“At times the whole world seems to be in conspiracy to importune you with emphatic trifles. Friend, client, child, sickness, fear, want, charity, all knock at once at thy closet door and say- ‘come out unto us.’ But keep thy state, come not into their confusion. The power men possess to annoy me I give them by a weak curiosity.”
—– Ralph Waldo Emerson from “Self Reliance”
Although written 176 years ago, Emerson’s astute words are eerily relevant today. Just substitute the words Email, Text, FaceBook or Twitter for his list of “emphatic trifles” clamouring for attention, and Emerson could easily be speaking to a 21st century audience. For who among us hasn’t heard the siren call of these addictive network tools, and social media platforms, and then surrendered to a “weak curiosity,” when we meant to be accomplishing our “real” work?
The first time I read Emerson’s insightful critique I felt instantly the sting of recrimination. I saw myself lured into confusion time and again, seemingly against my will. In a recent blog post, I examined how I use author Steven Pressfield’s rule of distinguishing between what is urgent and what is important to establish the priorities for my work. Once I know what I want to accomplish as a writer and an artist, I do those things first. But I also have a “weak curiosity.” Sadly, it is not enough to sequester myself in my studio because those “emphatic trifles”, only a click away, are incessantly knocking at my closet door.
Why is it so hard to resist their power I have often wondered? Is there any antidote to their addiction? And, how can I build my resistance, so that I can regain control of my own attention and feel satisfied with my creative accomplishments at the end of the day?
I recently discovered Cal Newport’s book entitled Deep Work, Rules For Focused Success In A Distracted World, which addresses these very concerns. His book confirmed what I innately knew, that an environment of quiet focus is essential to produce quality work. But it also helped me to understand why and how technological connectivity can actually hinder my productivity, making me think twice about how much of it I want in my life. Most importantly, Deep Work provided me with tools and rules that I can use to minimize the powerful allure of the Internet and Social Media while maximizing my creative goals, both daily and for the long term.
Cal Newport, is a theoretical computer scientist and assistant professor at Georgetown University who has managed to become a successful blogger and respected author- without the help of Social Media, as he proudly claims. He defines Deep Work as: “Professional activities performed in a state of distraction-free concentration that push your cognitive capabilities to their limit. These efforts create new value, improve your skill, and are hard to replicate.”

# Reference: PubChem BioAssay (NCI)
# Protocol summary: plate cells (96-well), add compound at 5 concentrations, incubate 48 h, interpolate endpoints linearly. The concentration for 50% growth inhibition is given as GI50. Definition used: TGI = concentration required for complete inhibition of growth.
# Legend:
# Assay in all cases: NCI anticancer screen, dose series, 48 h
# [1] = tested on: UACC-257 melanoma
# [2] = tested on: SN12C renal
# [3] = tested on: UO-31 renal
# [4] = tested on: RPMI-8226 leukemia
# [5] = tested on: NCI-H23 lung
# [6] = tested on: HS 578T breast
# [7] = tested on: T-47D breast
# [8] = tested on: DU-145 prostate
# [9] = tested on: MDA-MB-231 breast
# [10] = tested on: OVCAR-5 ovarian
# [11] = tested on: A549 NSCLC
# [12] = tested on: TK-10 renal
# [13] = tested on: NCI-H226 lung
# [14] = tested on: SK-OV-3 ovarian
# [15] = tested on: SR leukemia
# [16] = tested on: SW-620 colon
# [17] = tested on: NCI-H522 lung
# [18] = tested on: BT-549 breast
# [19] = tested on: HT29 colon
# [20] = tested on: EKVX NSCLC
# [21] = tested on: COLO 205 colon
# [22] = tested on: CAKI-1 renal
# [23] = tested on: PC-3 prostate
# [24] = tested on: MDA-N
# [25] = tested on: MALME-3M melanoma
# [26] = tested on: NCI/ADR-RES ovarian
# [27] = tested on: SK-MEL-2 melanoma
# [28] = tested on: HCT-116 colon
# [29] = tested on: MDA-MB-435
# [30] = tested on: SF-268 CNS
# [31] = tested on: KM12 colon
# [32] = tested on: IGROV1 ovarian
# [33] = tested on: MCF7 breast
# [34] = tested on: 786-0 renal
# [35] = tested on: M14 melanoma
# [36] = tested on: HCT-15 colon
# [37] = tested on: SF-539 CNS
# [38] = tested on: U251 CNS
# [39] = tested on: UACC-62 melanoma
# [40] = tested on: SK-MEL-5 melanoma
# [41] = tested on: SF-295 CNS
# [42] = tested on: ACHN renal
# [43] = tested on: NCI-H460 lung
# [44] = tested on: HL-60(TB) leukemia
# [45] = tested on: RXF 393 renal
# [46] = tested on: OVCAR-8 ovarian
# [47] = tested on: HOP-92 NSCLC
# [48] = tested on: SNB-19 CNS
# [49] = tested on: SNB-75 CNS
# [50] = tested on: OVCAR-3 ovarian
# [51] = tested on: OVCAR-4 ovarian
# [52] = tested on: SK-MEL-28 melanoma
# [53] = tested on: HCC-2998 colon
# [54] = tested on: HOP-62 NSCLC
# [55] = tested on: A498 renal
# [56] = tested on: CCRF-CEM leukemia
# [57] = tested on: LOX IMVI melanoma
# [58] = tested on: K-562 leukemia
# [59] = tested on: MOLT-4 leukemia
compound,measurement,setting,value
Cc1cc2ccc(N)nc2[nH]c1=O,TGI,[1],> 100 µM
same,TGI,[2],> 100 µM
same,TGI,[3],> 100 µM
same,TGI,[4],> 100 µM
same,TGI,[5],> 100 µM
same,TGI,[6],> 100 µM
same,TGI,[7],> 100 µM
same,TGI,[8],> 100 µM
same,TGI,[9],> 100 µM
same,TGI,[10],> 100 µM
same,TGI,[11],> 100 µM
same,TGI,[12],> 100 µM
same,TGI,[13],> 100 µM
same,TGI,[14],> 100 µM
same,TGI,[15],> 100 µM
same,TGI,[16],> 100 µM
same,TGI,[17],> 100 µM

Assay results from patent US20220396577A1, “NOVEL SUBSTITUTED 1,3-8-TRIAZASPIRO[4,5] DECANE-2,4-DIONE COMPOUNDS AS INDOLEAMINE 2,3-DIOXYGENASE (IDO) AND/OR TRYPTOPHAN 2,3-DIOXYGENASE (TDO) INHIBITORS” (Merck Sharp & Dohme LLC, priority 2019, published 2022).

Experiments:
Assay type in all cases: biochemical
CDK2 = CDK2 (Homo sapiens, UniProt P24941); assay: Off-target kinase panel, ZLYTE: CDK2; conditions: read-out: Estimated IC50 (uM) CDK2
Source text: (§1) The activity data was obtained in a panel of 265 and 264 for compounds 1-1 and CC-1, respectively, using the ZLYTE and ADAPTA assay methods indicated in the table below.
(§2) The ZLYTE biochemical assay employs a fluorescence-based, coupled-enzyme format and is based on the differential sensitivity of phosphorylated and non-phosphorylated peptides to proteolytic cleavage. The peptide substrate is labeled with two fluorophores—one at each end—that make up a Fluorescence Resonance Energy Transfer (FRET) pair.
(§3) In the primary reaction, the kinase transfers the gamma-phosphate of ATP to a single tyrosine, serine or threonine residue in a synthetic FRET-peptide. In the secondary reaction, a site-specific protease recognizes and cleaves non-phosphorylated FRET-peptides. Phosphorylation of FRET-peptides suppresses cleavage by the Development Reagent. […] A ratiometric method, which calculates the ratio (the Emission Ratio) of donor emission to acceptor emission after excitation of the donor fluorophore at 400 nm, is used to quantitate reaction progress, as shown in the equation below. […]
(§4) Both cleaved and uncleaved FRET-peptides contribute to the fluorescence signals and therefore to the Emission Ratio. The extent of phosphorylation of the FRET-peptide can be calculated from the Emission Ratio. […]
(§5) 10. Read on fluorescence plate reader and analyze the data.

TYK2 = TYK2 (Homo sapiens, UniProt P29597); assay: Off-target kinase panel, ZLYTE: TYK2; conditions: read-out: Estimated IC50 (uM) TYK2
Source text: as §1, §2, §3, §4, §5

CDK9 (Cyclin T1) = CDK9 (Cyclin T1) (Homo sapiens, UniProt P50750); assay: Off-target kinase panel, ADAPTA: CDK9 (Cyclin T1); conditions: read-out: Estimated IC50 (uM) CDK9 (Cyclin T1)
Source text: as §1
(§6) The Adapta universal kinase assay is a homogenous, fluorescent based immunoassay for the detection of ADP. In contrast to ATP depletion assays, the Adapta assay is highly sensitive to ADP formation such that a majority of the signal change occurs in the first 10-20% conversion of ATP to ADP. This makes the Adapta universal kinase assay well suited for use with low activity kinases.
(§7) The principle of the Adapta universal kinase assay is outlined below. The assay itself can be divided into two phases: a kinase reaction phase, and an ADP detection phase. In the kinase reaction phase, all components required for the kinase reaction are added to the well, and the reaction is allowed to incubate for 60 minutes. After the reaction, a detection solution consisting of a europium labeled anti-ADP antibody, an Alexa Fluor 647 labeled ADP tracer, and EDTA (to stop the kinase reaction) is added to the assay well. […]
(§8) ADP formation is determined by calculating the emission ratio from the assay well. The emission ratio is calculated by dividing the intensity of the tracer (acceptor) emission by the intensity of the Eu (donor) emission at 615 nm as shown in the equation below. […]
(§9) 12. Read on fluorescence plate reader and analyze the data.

He begins his book with the basic premise that now, and in the future, the best jobs and careers in our “technologically driven and constantly changing information economy” will be awarded to those who possess the Deep Work skill, because Deep Work allows you to “master hard things quickly and produce at an elite level again and again.” The problem for most of today’s knowledge workers, as he sees it, is that they have lost, or have never learned this skill.
Newport further asserts that it has now been well studied and well documented that much of the blame for this dearth of skill lies with the overconsumption of what he calls “network tools.” They are: “… a broad category that captures communication services like e-mail and SMS, social media networks like Twitter and Facebook, and the shiny tangle of infotainment sites like BuzzFeed and Reddit. In aggregate, the rise of these tools, combined with ubiquitous access to them through smartphones and networked office computers, has fragmented most knowledge workers’ attention into slivers.”
While initially his book seems to address those workers in his own sphere of computers and technology within the framework of 9 to 5, his book is for anyone who wants to succeed at anything that requires concentration, whether that be in a conventional workplace or not. It is for anyone who wants to know the sense of well-being and gratification that come from fully engaging their minds. For me, I found his concepts applicable to my own work as a writer and musician.
Deep Work is divided into two parts. In Part One the Author begins by making three claims: Deep Work is Valuable, Deep Work is Rare, and Deep Work is Meaningful. Already convinced of the validity of these statements, I felt the urge to skip ahead to the practicum in part two, but I had many “aha” moments learning some of the neuroscience behind how our brains tackle cognitively demanding tasks which Newport divulges in part one.
For instance, studies reveal that multitasking creates a brain byproduct called attention residue that impedes our focus on each subsequent task that we engage in. And then there is the fascinating psychology behind the state of “flow.” That sense of well-being and deep satisfaction that can only be entered into by a total immersion of concentration. Interspersed amongst the studies and research, Newport shares real life success stories of individuals who have understood the value of deep work, how they have used it to their advantage, and how assiduously they guard it, including one executive who took a round trip flight to Tokyo just to have all those hours of distraction free time on the plane to write his book!